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Lingalaks spokesman Kjetil Hestad. Photo: Therese Soltveit
Lingalaks spokesman Kjetil Hestad. Photo: Therese Soltveit

A family-owned salmon farming company has had to slaughter more than 200,000 fish following an outbreak of infectious salmon anaemia (ISA).


Lingalaks received confirmation last week that its salmon at Kvinnherad in Western Norway had the disease.

“Although the fish were clinically ill we never suspected this disease,”  Lingalaks spokesman Kjetil Hestad told fishfarmingexpert’s sister publication,

Increased mortality

The company got the bad news about ISA after Pharmaq Analytiq AS detected the virus through A-samples.

“We had suspected that the fish were sick when we saw increased mortality since April. We have closely followed the fish health since then, but it was only yesterday that we got the ISA detection,” Hestad told last week.

The company stocked the site with 208,847 in April 2016. They had reached an average weight of 2.7kg. According to Hestad the fish were not vaccinated against ISA, but with Alpha Ject Micro 6 and Compact PD. They have not yet concluded how the disease originated.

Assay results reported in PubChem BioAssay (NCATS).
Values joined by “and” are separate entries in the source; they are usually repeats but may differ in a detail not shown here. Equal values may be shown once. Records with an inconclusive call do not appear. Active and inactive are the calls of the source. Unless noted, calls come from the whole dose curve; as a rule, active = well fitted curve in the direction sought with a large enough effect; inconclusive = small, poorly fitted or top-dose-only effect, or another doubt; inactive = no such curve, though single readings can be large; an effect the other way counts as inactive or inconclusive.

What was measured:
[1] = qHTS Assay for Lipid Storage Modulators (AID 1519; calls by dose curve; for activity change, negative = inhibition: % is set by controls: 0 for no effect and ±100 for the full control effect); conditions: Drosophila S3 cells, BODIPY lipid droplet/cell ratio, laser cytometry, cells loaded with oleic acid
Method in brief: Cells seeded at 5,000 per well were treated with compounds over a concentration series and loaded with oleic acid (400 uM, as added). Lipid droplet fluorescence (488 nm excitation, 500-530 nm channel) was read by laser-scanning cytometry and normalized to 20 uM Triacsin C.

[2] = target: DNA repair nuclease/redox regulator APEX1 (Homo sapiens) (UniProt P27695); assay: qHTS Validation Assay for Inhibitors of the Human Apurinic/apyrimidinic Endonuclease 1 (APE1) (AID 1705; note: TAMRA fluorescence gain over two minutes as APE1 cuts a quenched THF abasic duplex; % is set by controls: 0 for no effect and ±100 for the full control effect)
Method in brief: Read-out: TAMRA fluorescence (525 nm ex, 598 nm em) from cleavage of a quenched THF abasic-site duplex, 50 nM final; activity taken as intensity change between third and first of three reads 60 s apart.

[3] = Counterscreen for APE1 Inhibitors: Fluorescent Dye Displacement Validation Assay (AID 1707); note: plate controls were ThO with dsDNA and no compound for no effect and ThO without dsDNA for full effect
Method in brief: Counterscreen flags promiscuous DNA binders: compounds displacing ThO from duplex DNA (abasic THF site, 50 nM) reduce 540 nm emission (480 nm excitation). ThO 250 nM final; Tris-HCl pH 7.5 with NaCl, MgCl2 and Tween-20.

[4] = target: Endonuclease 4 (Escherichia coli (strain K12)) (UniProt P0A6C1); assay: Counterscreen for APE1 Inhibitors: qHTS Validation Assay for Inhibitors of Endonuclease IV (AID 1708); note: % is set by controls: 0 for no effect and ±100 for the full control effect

Limit infection

“We have no idea where the virus comes from. We hope to find out. The most important thing now is that we limit the infection as the disease does not spread,” he said.

“The situation leads to significant losses for the company,” he added, without wanting to put a figure on the financial damage yet.

ISA was last detected in western Norway in May 2015, approximately 20 km away as the crow flies.

Lingalaks was founded in 1978 with 5,000 salmon and home-made farming facilities. It now has production sites in Kvam, Kvinnherad and Radøy municipalities, produces about 11,000 tons a year and employs almost 40 people.

Scotland has had two outbreaks of ISA, in 1998-99 and 2008-09, both of which were successfully eradicated.